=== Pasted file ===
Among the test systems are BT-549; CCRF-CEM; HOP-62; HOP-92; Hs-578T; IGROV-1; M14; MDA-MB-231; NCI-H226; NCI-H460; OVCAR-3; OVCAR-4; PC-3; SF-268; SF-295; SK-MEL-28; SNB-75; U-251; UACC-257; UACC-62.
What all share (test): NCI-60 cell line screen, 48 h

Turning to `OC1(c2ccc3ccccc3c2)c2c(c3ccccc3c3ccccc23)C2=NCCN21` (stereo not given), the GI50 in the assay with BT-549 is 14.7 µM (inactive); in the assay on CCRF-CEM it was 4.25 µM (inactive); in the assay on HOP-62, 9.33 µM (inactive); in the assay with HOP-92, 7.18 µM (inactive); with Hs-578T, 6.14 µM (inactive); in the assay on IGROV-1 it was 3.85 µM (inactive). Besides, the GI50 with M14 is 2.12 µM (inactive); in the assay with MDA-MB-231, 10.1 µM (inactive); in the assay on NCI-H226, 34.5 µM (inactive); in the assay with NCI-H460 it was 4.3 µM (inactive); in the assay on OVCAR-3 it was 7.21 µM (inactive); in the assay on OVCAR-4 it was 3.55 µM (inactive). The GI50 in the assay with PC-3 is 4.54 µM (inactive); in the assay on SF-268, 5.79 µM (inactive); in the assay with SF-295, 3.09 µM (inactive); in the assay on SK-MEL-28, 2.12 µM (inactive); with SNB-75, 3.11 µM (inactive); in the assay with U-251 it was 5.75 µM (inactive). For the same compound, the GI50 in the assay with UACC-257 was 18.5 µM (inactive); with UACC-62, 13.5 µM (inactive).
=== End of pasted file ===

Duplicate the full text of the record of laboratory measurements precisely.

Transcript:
Among the test systems are BT-549; CCRF-CEM; HOP-62; HOP-92; Hs-578T; IGROV-1; M14; MDA-MB-231; NCI-H226; NCI-H460; OVCAR-3; OVCAR-4; PC-3; SF-268; SF-295; SK-MEL-28; SNB-75; U-251; UACC-257; UACC-62.
What all share (test): NCI-60 cell line screen, 48 h

Turning to `OC1(c2ccc3ccccc3c2)c2c(c3ccccc3c3ccccc23)C2=NCCN21` (stereo not given), the GI50 in the assay with BT-549 is 14.7 µM (inactive); in the assay on CCRF-CEM it was 4.25 µM (inactive); in the assay on HOP-62, 9.33 µM (inactive); in the assay with HOP-92, 7.18 µM (inactive); with Hs-578T, 6.14 µM (inactive); in the assay on IGROV-1 it was 3.85 µM (inactive). Besides, the GI50 with M14 is 2.12 µM (inactive); in the assay with MDA-MB-231, 10.1 µM (inactive); in the assay on NCI-H226, 34.5 µM (inactive); in the assay with NCI-H460 it was 4.3 µM (inactive); in the assay on OVCAR-3 it was 7.21 µM (inactive); in the assay on OVCAR-4 it was 3.55 µM (inactive). The GI50 in the assay with PC-3 is 4.54 µM (inactive); in the assay on SF-268, 5.79 µM (inactive); in the assay with SF-295, 3.09 µM (inactive); in the assay on SK-MEL-28, 2.12 µM (inactive); with SNB-75, 3.11 µM (inactive); in the assay with U-251 it was 5.75 µM (inactive). For the same compound, the GI50 in the assay with UACC-257 was 18.5 µM (inactive); with UACC-62, 13.5 µM (inactive).